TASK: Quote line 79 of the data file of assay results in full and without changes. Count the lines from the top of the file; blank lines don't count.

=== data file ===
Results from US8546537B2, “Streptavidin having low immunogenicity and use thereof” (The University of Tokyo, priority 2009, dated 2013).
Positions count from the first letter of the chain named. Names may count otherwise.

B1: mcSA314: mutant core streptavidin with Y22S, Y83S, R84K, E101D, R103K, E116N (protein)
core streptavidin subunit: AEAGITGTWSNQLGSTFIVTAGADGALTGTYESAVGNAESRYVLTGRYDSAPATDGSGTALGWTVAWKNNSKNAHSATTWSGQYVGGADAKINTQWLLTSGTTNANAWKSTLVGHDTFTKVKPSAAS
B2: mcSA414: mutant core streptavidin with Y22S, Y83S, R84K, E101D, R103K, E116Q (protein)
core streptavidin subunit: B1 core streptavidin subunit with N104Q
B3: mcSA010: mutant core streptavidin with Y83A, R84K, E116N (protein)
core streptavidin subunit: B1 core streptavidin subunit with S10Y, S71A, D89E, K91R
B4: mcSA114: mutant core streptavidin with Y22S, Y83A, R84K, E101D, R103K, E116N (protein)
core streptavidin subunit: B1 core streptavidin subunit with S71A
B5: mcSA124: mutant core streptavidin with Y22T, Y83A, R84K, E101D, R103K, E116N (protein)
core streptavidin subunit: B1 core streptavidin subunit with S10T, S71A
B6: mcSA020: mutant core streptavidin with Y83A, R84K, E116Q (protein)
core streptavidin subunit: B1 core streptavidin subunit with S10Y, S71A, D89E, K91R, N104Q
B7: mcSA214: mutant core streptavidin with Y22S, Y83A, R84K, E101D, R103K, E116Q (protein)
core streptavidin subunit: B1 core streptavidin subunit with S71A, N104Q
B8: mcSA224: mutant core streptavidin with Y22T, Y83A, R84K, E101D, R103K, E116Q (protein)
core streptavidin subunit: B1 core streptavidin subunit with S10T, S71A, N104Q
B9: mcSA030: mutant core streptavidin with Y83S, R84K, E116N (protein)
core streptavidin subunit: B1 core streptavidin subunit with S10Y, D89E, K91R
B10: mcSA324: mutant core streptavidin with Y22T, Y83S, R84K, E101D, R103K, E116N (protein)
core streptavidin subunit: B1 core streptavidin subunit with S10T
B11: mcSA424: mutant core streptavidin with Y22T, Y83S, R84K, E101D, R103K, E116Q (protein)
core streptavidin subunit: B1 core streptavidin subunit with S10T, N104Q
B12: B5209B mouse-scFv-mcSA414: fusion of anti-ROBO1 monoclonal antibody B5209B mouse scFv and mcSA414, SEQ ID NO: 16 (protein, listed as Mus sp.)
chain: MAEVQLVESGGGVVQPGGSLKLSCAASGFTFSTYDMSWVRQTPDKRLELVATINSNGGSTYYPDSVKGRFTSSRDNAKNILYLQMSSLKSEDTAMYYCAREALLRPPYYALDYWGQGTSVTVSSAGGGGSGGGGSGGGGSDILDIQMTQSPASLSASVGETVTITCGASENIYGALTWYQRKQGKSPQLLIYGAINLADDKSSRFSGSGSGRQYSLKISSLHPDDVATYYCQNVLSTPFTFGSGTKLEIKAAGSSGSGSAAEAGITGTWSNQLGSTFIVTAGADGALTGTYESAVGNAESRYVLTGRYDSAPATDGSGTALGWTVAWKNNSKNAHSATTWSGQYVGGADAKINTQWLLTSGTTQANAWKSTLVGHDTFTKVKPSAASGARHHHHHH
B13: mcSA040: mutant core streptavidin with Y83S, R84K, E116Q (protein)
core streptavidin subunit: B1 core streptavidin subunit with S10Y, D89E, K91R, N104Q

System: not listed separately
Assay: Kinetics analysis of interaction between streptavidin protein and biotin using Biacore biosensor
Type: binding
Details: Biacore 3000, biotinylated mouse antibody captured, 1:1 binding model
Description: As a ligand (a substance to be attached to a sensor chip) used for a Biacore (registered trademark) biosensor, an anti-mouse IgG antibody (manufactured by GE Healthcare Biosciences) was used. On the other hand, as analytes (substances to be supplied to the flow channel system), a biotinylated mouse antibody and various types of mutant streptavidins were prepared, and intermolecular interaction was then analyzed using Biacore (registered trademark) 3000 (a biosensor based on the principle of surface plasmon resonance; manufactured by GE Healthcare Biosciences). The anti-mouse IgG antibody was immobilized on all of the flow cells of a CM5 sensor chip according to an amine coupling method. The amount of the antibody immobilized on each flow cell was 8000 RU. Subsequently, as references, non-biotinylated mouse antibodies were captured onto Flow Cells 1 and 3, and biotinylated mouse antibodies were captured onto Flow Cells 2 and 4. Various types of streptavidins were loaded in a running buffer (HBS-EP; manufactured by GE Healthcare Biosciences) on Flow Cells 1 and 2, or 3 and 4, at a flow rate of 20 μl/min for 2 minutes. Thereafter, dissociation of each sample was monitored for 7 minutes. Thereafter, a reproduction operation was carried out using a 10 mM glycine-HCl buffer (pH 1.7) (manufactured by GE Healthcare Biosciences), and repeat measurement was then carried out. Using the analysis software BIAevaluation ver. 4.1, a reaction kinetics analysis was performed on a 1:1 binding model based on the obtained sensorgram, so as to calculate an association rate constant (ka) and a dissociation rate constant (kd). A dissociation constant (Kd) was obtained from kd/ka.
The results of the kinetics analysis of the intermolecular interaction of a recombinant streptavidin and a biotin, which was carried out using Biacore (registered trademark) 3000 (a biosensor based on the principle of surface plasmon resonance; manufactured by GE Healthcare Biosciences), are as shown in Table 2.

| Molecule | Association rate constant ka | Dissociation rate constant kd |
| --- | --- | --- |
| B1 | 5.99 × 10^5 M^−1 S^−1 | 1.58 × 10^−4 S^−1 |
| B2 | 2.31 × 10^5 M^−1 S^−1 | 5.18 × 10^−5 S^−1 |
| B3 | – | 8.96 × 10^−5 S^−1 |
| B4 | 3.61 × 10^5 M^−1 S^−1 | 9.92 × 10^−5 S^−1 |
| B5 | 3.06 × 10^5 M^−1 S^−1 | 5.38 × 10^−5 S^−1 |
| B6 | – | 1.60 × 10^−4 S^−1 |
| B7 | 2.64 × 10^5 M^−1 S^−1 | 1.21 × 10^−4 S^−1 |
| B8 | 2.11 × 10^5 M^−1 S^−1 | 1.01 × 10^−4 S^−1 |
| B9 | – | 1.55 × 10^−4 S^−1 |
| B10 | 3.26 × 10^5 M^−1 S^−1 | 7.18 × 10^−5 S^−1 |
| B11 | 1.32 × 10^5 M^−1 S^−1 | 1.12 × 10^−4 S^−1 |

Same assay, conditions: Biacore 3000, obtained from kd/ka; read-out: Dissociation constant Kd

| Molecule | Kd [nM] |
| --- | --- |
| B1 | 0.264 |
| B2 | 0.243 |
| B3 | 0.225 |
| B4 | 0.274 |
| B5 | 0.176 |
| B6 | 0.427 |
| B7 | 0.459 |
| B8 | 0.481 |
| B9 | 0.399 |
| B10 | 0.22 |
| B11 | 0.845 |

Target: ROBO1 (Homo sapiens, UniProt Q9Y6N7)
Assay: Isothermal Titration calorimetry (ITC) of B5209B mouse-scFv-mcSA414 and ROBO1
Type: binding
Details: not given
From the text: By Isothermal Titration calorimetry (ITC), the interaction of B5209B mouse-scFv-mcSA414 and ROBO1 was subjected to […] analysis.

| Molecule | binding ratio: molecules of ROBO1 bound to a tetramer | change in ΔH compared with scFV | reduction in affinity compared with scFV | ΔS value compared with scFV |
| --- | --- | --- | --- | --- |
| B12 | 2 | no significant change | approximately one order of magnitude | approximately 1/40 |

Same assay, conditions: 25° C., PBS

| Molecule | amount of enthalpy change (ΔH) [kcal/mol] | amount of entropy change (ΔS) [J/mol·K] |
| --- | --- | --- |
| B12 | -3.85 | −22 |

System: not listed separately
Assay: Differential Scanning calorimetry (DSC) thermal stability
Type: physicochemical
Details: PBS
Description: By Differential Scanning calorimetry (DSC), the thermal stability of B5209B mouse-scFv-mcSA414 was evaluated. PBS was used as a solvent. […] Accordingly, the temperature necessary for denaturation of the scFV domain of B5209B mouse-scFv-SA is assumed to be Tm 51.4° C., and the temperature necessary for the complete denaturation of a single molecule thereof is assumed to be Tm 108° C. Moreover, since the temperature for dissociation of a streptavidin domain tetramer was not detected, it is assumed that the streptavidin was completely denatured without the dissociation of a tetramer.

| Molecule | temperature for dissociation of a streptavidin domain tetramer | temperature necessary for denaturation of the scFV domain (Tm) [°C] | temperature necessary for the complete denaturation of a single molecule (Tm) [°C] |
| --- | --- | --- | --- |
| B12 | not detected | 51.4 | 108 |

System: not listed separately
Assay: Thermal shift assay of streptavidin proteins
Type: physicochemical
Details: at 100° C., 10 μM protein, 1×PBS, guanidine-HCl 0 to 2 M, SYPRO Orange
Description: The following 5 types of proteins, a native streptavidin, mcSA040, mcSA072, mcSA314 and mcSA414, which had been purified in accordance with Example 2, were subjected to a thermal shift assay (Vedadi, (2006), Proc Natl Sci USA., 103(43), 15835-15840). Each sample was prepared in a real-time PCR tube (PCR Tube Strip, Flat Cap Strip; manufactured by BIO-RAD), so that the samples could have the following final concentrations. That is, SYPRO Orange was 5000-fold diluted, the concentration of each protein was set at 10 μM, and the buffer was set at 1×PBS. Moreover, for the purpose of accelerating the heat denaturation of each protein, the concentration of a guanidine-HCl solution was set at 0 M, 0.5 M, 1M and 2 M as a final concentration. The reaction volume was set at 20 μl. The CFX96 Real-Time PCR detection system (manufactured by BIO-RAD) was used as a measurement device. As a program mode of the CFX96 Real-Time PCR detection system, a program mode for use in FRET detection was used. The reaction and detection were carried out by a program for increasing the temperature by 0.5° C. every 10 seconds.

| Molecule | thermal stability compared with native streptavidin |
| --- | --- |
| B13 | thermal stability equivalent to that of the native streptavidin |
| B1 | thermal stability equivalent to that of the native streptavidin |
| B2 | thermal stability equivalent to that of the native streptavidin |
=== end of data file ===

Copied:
| Molecule | temperature for dissociation of a streptavidin domain tetramer | temperature necessary for denaturation of the scFV domain (Tm) [°C] | temperature necessary for the complete denaturation of a single molecule (Tm) [°C] |